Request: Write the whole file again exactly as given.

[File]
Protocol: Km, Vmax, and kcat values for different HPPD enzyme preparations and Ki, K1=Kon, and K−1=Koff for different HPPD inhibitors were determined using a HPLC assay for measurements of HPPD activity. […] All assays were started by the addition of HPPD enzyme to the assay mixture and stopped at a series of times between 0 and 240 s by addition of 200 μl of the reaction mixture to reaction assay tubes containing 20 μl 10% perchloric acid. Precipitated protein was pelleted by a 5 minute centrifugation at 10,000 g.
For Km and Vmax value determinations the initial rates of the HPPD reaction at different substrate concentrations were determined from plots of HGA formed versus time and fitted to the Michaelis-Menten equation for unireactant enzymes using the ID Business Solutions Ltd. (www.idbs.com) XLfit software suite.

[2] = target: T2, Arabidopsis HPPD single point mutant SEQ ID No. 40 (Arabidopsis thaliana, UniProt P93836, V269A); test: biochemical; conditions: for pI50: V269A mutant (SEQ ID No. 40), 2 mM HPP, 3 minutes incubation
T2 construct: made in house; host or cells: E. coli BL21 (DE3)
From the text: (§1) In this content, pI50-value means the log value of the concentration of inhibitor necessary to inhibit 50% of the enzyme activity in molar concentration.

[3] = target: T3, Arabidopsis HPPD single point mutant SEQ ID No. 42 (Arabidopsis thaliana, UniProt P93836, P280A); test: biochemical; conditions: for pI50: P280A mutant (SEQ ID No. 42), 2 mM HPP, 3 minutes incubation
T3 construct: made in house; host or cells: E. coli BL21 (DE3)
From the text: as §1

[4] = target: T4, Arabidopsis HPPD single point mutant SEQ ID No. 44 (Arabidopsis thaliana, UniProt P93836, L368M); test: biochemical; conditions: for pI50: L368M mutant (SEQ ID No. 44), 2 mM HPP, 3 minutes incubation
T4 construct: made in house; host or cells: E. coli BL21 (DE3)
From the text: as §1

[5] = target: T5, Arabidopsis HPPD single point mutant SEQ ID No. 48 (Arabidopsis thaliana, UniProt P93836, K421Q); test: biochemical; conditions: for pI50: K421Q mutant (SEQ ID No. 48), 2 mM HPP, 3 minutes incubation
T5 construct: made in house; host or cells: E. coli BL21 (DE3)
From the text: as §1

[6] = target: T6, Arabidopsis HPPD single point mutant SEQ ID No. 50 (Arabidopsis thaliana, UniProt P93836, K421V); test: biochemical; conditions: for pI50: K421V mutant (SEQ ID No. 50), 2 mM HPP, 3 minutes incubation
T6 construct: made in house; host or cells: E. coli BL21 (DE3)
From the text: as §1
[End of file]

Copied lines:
Protocol: Km, Vmax, and kcat values for different HPPD enzyme preparations and Ki, K1=Kon, and K−1=Koff for different HPPD inhibitors were determined using a HPLC assay for measurements of HPPD activity. […] All assays were started by the addition of HPPD enzyme to the assay mixture and stopped at a series of times between 0 and 240 s by addition of 200 μl of the reaction mixture to reaction assay tubes containing 20 μl 10% perchloric acid. Precipitated protein was pelleted by a 5 minute centrifugation at 10,000 g.
For Km and Vmax value determinations the initial rates of the HPPD reaction at different substrate concentrations were determined from plots of HGA formed versus time and fitted to the Michaelis-Menten equation for unireactant enzymes using the ID Business Solutions Ltd. (www.idbs.com) XLfit software suite.

[2] = target: T2, Arabidopsis HPPD single point mutant SEQ ID No. 40 (Arabidopsis thaliana, UniProt P93836, V269A); test: biochemical; conditions: for pI50: V269A mutant (SEQ ID No. 40), 2 mM HPP, 3 minutes incubation
T2 construct: made in house; host or cells: E. coli BL21 (DE3)
From the text: (§1) In this content, pI50-value means the log value of the concentration of inhibitor necessary to inhibit 50% of the enzyme activity in molar concentration.

[3] = target: T3, Arabidopsis HPPD single point mutant SEQ ID No. 42 (Arabidopsis thaliana, UniProt P93836, P280A); test: biochemical; conditions: for pI50: P280A mutant (SEQ ID No. 42), 2 mM HPP, 3 minutes incubation
T3 construct: made in house; host or cells: E. coli BL21 (DE3)
From the text: as §1

[4] = target: T4, Arabidopsis HPPD single point mutant SEQ ID No. 44 (Arabidopsis thaliana, UniProt P93836, L368M); test: biochemical; conditions: for pI50: L368M mutant (SEQ ID No. 44), 2 mM HPP, 3 minutes incubation
T4 construct: made in house; host or cells: E. coli BL21 (DE3)
From the text: as §1

[5] = target: T5, Arabidopsis HPPD single point mutant SEQ ID No. 48 (Arabidopsis thaliana, UniProt P93836, K421Q); test: biochemical; conditions: for pI50: K421Q mutant (SEQ ID No. 48), 2 mM HPP, 3 minutes incubation
T5 construct: made in house; host or cells: E. coli BL21 (DE3)
From the text: as §1

[6] = target: T6, Arabidopsis HPPD single point mutant SEQ ID No. 50 (Arabidopsis thaliana, UniProt P93836, K421V); test: biochemical; conditions: for pI50: K421V mutant (SEQ ID No. 50), 2 mM HPP, 3 minutes incubation
T6 construct: made in house; host or cells: E. coli BL21 (DE3)
From the text: as §1